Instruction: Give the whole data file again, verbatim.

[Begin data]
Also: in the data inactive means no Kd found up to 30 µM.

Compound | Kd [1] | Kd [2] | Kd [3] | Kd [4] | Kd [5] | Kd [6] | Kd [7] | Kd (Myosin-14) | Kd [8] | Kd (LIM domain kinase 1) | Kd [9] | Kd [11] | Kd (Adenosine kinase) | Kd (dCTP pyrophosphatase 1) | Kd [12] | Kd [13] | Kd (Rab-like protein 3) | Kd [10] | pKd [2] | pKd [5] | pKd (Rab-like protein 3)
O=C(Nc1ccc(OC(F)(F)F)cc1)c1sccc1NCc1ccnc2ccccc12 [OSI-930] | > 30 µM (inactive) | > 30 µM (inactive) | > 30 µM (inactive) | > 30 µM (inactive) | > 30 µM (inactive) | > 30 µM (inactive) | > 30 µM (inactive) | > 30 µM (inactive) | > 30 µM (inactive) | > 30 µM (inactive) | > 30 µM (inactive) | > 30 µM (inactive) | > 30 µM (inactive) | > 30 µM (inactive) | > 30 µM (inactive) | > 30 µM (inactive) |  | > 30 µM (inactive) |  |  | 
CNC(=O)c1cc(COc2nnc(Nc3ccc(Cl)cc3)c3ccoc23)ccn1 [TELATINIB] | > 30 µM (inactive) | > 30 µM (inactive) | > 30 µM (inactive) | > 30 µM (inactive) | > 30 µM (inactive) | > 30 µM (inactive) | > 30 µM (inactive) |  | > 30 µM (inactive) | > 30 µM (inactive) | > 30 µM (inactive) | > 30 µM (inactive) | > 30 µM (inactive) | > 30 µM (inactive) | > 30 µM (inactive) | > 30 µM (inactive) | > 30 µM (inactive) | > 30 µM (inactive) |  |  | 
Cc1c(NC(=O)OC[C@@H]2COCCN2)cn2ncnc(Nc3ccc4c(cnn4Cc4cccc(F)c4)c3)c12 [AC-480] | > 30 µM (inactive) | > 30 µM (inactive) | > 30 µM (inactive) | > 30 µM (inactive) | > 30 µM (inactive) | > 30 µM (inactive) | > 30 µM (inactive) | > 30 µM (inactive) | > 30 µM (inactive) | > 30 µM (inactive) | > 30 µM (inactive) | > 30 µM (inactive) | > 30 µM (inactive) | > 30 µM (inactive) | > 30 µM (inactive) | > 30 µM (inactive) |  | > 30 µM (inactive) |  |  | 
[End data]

Also: in the data inactive means no Kd found up to 30 µM.

Compound | Kd [1] | Kd [2] | Kd [3] | Kd [4] | Kd [5] | Kd [6] | Kd [7] | Kd (Myosin-14) | Kd [8] | Kd (LIM domain kinase 1) | Kd [9] | Kd [11] | Kd (Adenosine kinase) | Kd (dCTP pyrophosphatase 1) | Kd [12] | Kd [13] | Kd (Rab-like protein 3) | Kd [10] | pKd [2] | pKd [5] | pKd (Rab-like protein 3)
O=C(Nc1ccc(OC(F)(F)F)cc1)c1sccc1NCc1ccnc2ccccc12 [OSI-930] | > 30 µM (inactive) | > 30 µM (inactive) | > 30 µM (inactive) | > 30 µM (inactive) | > 30 µM (inactive) | > 30 µM (inactive) | > 30 µM (inactive) | > 30 µM (inactive) | > 30 µM (inactive) | > 30 µM (inactive) | > 30 µM (inactive) | > 30 µM (inactive) | > 30 µM (inactive) | > 30 µM (inactive) | > 30 µM (inactive) | > 30 µM (inactive) |  | > 30 µM (inactive) |  |  | 
CNC(=O)c1cc(COc2nnc(Nc3ccc(Cl)cc3)c3ccoc23)ccn1 [TELATINIB] | > 30 µM (inactive) | > 30 µM (inactive) | > 30 µM (inactive) | > 30 µM (inactive) | > 30 µM (inactive) | > 30 µM (inactive) | > 30 µM (inactive) |  | > 30 µM (inactive) | > 30 µM (inactive) | > 30 µM (inactive) | > 30 µM (inactive) | > 30 µM (inactive) | > 30 µM (inactive) | > 30 µM (inactive) | > 30 µM (inactive) | > 30 µM (inactive) | > 30 µM (inactive) |  |  | 
Cc1c(NC(=O)OC[C@@H]2COCCN2)cn2ncnc(Nc3ccc4c(cnn4Cc4cccc(F)c4)c3)c12 [AC-480] | > 30 µM (inactive) | > 30 µM (inactive) | > 30 µM (inactive) | > 30 µM (inactive) | > 30 µM (inactive) | > 30 µM (inactive) | > 30 µM (inactive) | > 30 µM (inactive) | > 30 µM (inactive) | > 30 µM (inactive) | > 30 µM (inactive) | > 30 µM (inactive) | > 30 µM (inactive) | > 30 µM (inactive) | > 30 µM (inactive) | > 30 µM (inactive) |  | > 30 µM (inactive) |  |  | 